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Congenital cataract-hypertrophic cardiomyopathy-mitochondrial myopathy syndrome
Congenital cataract - hypertrophic cardiomyopathy - mitochrondrial myopathy (CCM) is a mitochondrial disease (see this term) characterized by cataracts, hypertrophic cardiomyopathy, muscle weakness and lactic acidosis after exercise.
ORPHA:1369Classification level: Disorder
Prevalence of CCM is unknown; approximately 40 cases have been reported to date in disparate locations throughout the world.
Clinical features include congenital cataract (total or rapidly progressive), hypertrophic cardiomyopathy, muscle weakness and lactic acidosis after exercise. CCM may present in two forms, a neonatal lethal form or a chronic form. Hypertrophic cardiomyopathy is diagnosed at birth in half of the patients in both forms. Approximately half of the patients die within the first year of life due to cardiac failure. Nystagmus, strabismus, hypotonia, hyporeflexia and delayed motor development are occasional features. Marked lactic acidemia occurs with even limited muscular exertion. Patients who survive neonatal period and infancy, manifest the chronic form with stable cardiomyopathy and myopathy and have a normal intellect. Physical mobility is impaired due to muscular weakness in most patients.
In the majority of CCM patients mutations (nonsense, frame-shift, start codon or splice site) in the AGK gene have been identified. The AGK gene encodes the mitochondrial acylglycerol kinase which plays a role in the assembly of adenine nucleotide translocator (ANT), an essential component of the oxidative phosphorylation in mitochondria. Two patients with distinct autosomal recessive SLC25A4 mutations have been reported (one of whom had cardiomyopathy but not cataract). The SLC25A4 gene encodes the heart and muscle specific isoform 1 of the mitochondrial ANT. The etiology remains genetically unsolved in the rest of cases of CCM. The milder affected individuals carried either splice site or start codon mutations.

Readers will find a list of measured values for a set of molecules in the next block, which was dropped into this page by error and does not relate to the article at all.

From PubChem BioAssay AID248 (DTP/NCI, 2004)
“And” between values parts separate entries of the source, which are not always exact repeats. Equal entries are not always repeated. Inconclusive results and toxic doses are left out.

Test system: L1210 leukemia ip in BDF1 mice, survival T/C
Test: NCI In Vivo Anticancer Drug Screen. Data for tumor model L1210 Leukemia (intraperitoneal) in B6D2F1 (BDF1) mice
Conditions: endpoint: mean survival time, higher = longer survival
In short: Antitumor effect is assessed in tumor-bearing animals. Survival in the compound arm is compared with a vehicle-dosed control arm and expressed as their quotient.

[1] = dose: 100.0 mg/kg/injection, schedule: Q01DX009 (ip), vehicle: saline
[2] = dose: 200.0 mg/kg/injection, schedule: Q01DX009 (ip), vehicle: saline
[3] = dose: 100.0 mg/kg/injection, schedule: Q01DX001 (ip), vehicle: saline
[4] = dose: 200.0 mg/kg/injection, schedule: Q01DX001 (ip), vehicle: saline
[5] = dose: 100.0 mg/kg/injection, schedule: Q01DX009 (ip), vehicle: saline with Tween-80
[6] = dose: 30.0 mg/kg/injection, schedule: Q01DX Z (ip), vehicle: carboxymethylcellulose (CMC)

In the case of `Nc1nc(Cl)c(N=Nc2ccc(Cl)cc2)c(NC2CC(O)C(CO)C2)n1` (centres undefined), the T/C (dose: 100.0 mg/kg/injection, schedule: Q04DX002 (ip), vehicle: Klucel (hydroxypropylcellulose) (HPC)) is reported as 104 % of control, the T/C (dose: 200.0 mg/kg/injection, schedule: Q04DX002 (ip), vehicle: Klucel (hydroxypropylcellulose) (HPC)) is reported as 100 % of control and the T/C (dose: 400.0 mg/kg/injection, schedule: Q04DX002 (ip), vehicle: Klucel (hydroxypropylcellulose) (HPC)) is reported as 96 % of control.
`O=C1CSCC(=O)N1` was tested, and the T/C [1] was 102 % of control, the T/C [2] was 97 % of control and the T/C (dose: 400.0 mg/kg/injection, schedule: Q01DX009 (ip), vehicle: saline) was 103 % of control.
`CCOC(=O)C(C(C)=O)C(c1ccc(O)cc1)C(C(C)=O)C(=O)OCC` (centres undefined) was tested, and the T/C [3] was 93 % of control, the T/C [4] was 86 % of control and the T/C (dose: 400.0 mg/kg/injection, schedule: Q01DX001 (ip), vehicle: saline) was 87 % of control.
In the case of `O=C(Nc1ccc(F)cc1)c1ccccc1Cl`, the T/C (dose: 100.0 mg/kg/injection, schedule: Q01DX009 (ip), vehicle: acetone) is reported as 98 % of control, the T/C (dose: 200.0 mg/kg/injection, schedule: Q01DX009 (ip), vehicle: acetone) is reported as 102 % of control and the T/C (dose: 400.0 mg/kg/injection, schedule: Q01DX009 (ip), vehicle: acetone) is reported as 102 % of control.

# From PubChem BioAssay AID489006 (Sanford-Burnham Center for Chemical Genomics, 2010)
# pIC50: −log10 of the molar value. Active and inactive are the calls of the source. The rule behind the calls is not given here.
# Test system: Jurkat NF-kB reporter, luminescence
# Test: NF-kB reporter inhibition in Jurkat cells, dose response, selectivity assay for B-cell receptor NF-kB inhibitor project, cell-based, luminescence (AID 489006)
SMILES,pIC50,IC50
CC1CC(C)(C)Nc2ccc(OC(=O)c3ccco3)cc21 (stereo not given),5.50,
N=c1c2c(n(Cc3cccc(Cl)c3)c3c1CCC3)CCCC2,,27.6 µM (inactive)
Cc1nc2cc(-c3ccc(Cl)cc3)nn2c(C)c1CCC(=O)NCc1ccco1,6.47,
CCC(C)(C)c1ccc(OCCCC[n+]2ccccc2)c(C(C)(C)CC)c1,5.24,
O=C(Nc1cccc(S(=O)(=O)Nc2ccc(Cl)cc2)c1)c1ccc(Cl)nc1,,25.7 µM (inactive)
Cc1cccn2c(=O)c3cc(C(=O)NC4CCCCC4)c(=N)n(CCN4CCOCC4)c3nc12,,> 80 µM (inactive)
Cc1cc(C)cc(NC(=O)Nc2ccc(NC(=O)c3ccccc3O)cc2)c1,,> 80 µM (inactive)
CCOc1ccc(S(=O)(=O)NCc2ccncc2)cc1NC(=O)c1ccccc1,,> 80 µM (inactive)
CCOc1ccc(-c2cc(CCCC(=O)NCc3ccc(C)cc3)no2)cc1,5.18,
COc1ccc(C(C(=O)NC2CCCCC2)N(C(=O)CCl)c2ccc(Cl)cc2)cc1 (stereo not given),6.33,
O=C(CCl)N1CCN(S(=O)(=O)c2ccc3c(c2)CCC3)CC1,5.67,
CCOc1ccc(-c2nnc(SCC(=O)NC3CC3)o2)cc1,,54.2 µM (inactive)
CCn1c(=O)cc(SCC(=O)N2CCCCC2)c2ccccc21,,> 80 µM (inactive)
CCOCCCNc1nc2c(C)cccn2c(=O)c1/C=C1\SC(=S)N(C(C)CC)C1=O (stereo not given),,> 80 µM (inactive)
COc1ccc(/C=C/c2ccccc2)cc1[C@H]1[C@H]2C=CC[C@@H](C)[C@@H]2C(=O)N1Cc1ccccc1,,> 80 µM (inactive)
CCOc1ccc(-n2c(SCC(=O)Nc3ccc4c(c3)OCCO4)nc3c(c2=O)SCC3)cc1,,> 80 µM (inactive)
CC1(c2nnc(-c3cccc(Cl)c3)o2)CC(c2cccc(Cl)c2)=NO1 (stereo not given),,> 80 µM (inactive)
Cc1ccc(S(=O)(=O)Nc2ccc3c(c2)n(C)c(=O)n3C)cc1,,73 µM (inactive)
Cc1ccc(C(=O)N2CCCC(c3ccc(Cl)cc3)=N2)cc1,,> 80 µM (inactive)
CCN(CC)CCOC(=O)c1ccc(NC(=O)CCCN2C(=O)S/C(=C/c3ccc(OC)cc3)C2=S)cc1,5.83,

Diagnostic procedures include serum and urine analysis for lactic acid, radiology and echocardiogram for findings of cardiomyopathy. Muscle biopsy from cardiac and skeletal muscle reveals storage of lipid and glycogen, mitochondrial abnormalities, ANT deficiency and mild decrease of respiratory chain complexes I and IV. Genetic testing may reveal autosomal recessive mutations in AGK and SLC25A4 and it should be considered early in diagnostic workup.
Differential diagnoses include mitochondrial encephalo-cardio-myopathy due to TMEM70 deficiency, isolated ATP synthase deficiency and Barth syndrome (see these terms).
Prenatal genetic testing may be possible for families with affected children.
The reported mutations are transmitted in an autosomal recessive manner.
Management and treatment
CCM patients require cataract surgery during infancy and medical management of cardiomyopathy with standard therapy. Patients may require palliative care and a wheelchair for locomotion.
Approximately half of the reported patients die in the first year of life due to cardiac failure. The longest surviving patients are in their fifth decade of life.